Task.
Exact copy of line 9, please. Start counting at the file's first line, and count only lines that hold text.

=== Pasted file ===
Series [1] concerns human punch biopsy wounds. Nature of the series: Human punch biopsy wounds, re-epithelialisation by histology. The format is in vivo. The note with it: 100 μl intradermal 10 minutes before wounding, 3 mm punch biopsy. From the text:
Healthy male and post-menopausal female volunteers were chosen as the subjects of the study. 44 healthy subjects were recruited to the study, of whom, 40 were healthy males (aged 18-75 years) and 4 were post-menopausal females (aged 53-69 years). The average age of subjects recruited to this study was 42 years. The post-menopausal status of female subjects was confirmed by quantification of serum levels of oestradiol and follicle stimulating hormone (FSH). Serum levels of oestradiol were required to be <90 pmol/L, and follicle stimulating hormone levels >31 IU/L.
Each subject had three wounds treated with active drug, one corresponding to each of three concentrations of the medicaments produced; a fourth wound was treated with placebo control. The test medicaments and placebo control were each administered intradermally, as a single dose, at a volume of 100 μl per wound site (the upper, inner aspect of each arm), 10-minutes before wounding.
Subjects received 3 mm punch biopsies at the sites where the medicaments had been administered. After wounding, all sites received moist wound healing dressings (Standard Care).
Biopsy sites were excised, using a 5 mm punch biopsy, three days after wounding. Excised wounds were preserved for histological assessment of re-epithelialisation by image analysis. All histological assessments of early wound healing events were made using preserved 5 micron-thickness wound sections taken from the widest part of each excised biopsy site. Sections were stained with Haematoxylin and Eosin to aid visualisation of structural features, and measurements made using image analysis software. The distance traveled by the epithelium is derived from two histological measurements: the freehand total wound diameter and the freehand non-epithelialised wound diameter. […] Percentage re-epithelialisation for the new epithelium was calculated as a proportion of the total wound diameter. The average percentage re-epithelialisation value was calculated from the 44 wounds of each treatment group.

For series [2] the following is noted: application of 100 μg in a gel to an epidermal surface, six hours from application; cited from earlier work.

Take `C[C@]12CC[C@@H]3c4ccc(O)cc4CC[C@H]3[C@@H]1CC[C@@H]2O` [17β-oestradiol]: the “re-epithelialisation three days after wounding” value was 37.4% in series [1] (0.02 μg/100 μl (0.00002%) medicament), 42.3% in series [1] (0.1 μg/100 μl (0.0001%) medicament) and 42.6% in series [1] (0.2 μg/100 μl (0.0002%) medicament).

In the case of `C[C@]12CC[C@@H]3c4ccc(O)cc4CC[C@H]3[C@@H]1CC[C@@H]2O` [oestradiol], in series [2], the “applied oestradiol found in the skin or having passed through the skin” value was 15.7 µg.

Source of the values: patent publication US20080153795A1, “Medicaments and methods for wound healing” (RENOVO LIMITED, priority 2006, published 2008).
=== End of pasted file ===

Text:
Source of the values: patent publication US20080153795A1, “Medicaments and methods for wound healing” (RENOVO LIMITED, priority 2006, published 2008).